For a common-law marriage to exist under South Carolina law, mutual understanding or consent must be conveyed with such a demonstration of intent and with such clarity on the part of the parties that marriage does not creep up on either of them and catch them unaware. One cannot be married unwittingly or accidentally. The law of South Carolina clearly states that parties cannot find themselves husband and wife without intending to be married -- no matter how long the parties live together. Rather, there must be an intention on the part of both the parties to enter a marriage agreement or contract.
Sandra Jennings and William Hurt began living together while Hurt was still married to his former wife. In the spring of 1982, Jennings became pregnant. Between October 31, 1982 and January 10, 1983, the parties lived together and shared a bed in South Carolina. Hurt's divorce from his former wife became final on December 3, 1982. The parties never had a formal marriage ceremony and ceased living together in 1984. Subsequently, Jennings filed an action in a New York court alleging the existence of a common-law marriage under South Carolina law and claiming that while living together in South Carolina, the parties expressly agreed to marry and held themselves out as married.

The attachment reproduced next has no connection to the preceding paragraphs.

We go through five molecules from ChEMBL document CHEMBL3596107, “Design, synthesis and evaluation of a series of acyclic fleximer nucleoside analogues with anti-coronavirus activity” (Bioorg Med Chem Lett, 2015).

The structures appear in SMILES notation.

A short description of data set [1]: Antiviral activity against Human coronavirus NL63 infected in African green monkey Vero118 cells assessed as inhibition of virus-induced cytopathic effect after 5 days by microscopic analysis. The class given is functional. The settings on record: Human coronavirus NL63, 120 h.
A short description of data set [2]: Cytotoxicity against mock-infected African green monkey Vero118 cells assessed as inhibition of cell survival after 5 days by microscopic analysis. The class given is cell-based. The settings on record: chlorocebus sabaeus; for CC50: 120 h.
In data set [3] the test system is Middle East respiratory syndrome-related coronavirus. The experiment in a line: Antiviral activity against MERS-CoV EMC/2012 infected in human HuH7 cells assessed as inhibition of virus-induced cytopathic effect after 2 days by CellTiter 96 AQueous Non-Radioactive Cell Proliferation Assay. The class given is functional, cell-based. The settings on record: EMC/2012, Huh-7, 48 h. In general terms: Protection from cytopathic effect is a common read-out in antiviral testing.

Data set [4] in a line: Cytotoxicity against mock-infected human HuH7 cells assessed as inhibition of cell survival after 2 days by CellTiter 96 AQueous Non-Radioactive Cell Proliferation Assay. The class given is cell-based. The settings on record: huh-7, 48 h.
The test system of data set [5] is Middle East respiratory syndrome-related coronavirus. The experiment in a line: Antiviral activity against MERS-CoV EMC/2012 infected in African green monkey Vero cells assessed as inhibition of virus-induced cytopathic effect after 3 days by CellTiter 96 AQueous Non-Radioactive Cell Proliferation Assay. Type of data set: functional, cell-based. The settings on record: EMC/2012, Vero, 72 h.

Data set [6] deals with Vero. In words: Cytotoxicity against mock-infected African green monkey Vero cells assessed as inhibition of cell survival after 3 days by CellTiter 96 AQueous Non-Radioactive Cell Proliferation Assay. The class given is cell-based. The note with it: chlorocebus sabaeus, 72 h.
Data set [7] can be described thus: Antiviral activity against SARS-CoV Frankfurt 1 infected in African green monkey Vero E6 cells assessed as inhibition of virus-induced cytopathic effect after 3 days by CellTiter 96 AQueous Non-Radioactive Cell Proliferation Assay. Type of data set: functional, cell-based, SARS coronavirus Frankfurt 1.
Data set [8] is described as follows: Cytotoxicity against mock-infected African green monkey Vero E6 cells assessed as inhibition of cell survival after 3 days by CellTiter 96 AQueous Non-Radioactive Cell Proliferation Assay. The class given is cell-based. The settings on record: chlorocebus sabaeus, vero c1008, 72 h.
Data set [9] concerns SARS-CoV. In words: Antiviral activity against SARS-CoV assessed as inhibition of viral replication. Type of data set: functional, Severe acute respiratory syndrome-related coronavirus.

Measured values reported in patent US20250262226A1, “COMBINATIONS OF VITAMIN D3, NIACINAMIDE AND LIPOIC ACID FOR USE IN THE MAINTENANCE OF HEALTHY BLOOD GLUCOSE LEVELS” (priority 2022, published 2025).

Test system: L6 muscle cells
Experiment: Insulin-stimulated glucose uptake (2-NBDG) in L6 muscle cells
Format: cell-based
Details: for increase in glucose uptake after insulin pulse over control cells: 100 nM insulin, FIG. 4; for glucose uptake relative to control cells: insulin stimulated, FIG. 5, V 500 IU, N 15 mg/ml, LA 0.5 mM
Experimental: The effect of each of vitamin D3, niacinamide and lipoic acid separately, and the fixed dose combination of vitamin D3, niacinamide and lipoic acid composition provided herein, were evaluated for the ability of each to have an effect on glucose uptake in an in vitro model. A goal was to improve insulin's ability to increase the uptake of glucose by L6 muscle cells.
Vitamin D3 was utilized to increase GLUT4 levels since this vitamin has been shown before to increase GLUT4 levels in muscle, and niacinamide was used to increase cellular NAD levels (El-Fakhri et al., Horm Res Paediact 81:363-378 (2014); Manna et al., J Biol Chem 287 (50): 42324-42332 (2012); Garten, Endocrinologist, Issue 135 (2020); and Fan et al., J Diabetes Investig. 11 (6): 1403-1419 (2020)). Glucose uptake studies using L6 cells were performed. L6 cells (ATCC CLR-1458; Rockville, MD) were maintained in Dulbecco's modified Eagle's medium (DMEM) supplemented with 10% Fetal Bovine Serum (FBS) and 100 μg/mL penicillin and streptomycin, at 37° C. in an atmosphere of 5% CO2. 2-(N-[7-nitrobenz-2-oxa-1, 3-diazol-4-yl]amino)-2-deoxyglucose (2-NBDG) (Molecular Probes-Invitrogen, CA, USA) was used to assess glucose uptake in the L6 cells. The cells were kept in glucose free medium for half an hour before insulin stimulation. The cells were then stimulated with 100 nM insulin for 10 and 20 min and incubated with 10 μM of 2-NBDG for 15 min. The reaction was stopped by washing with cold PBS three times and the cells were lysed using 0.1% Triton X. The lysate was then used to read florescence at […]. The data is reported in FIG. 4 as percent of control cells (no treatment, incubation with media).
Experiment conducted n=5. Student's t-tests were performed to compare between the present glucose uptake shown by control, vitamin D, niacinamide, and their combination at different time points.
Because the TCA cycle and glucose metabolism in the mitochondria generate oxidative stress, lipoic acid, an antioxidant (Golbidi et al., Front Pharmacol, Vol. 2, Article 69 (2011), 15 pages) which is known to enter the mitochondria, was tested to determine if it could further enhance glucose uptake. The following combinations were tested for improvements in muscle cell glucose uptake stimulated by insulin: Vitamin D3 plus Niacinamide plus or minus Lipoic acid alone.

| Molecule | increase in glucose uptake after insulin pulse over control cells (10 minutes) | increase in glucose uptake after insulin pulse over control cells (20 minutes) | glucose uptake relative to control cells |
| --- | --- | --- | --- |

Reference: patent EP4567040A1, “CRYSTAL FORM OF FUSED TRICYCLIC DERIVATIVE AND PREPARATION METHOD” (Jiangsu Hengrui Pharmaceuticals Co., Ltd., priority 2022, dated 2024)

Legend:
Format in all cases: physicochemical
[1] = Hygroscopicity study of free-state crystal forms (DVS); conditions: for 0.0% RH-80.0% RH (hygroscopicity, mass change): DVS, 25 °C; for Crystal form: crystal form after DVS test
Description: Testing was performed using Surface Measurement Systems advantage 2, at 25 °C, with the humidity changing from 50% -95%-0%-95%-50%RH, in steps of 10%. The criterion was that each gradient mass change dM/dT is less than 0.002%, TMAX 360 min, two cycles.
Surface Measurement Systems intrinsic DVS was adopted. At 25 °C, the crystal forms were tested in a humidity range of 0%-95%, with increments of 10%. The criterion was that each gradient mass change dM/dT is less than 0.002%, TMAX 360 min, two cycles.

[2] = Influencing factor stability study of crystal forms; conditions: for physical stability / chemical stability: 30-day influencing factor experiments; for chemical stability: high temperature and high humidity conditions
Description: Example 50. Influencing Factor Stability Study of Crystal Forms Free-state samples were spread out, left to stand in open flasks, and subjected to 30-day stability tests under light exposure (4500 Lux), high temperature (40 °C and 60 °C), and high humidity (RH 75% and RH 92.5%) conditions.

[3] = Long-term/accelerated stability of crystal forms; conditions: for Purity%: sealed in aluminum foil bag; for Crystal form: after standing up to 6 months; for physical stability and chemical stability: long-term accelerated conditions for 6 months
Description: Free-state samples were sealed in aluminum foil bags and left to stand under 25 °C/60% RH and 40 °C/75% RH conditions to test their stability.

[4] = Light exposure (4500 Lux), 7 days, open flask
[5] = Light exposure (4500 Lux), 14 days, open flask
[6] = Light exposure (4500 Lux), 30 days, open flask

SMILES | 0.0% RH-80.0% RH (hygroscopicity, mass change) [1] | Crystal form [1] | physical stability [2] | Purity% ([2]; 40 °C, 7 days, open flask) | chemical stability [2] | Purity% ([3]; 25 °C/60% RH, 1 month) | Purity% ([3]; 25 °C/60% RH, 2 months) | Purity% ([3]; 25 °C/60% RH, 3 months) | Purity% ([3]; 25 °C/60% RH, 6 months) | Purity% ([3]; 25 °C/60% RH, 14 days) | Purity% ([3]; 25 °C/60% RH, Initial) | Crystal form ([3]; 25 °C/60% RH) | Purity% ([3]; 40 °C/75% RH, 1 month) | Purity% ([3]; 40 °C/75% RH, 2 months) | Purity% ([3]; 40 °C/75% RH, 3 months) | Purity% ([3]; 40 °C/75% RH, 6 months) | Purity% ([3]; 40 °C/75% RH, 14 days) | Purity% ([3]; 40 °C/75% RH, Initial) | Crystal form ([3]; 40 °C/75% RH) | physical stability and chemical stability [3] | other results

Was Jennings considered as the common-law spouse of Hurt?
The New York court ruled that Jennings was not the common-law spouse of Hurt. The Court noted that common-law marriages were recognized under South Carolina law and that New York law gave effect to common-law marriages deemed valid under the law of the state in which the marriage supposedly occurred. The Court found that based on the totality of the evidence, the parties had neither entered into a mutual agreement that they were married while living together in South Carolina nor held themselves out as married.